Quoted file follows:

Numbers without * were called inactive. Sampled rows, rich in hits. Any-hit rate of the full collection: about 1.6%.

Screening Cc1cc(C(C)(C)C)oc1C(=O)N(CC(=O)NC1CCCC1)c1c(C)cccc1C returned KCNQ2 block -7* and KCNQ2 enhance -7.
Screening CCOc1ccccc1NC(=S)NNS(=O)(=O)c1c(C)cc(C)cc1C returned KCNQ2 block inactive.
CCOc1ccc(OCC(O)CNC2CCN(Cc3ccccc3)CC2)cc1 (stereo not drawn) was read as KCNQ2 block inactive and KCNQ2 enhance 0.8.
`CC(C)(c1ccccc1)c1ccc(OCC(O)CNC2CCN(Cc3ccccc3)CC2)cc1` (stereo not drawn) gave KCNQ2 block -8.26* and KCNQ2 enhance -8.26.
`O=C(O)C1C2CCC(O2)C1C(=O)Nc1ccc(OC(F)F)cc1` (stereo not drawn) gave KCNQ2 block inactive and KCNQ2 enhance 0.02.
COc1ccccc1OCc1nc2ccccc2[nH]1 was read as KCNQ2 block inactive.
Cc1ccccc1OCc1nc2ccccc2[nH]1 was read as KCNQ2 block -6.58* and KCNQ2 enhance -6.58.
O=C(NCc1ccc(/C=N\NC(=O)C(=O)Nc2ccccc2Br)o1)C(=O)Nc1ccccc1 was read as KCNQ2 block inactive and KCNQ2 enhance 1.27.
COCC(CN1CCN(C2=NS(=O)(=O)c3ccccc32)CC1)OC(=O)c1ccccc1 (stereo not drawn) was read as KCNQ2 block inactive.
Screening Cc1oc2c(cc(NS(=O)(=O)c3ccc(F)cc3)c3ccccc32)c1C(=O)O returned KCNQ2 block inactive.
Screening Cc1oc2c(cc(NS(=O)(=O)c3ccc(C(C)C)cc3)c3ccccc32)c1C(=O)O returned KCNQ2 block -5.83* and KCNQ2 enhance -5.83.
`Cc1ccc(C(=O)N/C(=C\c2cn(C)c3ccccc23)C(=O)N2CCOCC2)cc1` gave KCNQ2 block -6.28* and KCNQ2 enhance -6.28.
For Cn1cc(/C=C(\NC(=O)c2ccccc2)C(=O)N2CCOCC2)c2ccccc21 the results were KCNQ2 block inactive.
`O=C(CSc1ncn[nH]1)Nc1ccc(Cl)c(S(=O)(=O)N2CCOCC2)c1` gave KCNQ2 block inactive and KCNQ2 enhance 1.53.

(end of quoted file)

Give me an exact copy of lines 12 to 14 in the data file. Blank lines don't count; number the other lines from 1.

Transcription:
Screening Cc1oc2c(cc(NS(=O)(=O)c3ccc(C(C)C)cc3)c3ccccc32)c1C(=O)O returned KCNQ2 block -5.83* and KCNQ2 enhance -5.83.
`Cc1ccc(C(=O)N/C(=C\c2cn(C)c3ccccc23)C(=O)N2CCOCC2)cc1` gave KCNQ2 block -6.28* and KCNQ2 enhance -6.28.
For Cn1cc(/C=C(\NC(=O)c2ccccc2)C(=O)N2CCOCC2)c2ccccc21 the results were KCNQ2 block inactive.